6 Tips for Surviving Virtual School

Here are 6 Tips to Help Us Survive

  1. Set a schedule and stick with it. Everyone should know what to expect out of each day. Don’t treat this as a free for all, sleep late, get your work done when you feel like it kind of stay-home. Get them up in the morning, try to do what you would normally do before they left for school. Eat breakfast, yell at them to get their shoes on, scramble for library books, you know, the norm. Actually, good news, everything after “eat breakfast” can be omitted. Then, set down to work. Include breaks for recess, and focus on getting it all done in the first few hours of the day. Depending on what they have to cover, decide which comes first, and stay as close as possible to their daily school schedule. The rest of your afternoon and evening will be so much more manageable and stress free.
  2. Give them chores. I’ve never given my kids actual chores before, I normally just expect them to help out around the house. All bets are off when we will be occupying the same space for 14 days and not in a fun, vacation-y kind of way. Avoid frustration and yelling by setting expectations. They should make their beds and keep their rooms clean. In the common areas, they should pick up after themselves. I’m thinking about a different water glass for everyone, because my biggest challenge on the weekend is keeping up with the glasses left on every surface. If they know it is theirs they will reuse it.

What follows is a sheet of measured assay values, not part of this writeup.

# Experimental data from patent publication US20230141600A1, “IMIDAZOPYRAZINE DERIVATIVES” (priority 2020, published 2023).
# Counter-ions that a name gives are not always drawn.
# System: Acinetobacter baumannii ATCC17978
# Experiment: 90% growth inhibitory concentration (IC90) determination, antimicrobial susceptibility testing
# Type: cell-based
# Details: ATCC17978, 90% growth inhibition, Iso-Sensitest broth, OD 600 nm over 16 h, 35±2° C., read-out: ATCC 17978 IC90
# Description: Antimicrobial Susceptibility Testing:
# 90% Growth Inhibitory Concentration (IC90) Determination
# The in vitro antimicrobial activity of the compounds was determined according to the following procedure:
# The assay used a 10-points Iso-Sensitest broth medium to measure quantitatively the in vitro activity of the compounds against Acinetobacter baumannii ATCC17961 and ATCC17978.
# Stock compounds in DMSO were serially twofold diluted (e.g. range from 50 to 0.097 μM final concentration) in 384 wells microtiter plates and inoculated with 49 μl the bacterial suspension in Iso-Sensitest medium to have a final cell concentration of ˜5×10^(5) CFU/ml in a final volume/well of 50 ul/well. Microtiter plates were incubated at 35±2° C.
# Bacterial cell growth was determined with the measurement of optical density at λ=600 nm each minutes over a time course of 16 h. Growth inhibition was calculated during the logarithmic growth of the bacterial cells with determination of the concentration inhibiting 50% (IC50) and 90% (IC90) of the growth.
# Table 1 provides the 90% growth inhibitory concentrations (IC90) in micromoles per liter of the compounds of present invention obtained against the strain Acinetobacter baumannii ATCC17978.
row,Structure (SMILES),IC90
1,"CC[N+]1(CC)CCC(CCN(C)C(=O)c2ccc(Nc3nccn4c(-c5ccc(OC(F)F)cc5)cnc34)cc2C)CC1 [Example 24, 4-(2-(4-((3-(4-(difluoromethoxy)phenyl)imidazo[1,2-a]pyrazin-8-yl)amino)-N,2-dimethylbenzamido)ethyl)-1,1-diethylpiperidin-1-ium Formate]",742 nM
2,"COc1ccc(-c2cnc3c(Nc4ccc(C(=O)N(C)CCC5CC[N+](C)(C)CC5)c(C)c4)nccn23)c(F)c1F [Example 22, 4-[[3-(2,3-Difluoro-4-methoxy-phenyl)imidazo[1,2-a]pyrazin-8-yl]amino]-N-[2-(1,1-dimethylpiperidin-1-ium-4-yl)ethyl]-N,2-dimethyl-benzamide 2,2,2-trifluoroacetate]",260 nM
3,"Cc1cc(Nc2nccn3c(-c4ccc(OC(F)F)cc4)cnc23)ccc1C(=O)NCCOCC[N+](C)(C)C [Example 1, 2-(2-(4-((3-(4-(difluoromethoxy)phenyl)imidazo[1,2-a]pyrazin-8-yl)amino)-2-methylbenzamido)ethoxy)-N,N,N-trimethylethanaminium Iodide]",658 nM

3. Make time for specials. Do an online yoga or art class for gym. Do a DIY project for science. Play great songs and talk about them for music. Read a book together for library. Encourage your kids to help you pick out what activity you will do for the special.
  4. Give everyone his or her own space in the house to get their work done. Set it up for them like a portable work station, and if possible, leave it set up for them for the duration. Make them responsible for the organization of their spot.
  5. Focus on learning and education. No matter how hard we try, their actual learning will suffer. Watch documentaries everyone may find interesting. Do online music lessons. Give each person, including you, something short and easy to research and talk about at dinner. Expose them to a new language, a new culture and new theory … anything that will get their curiosity flowing.
  6. Stick to the main meals. You are not a sous chef and you will quickly come to resent being the cafeteria lady if the cafeteria is always open. Avoid snacking and grazing. It will throw off their blood sugar, and create both fatigue and hyperactivity. We need these kids at their best, so we don’t end up giving them up for adoption or having a nervous breakdown.

 


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Author: Karen Latimer

Karen is a Family Doctor, mom of five and founder of Tips From Town.

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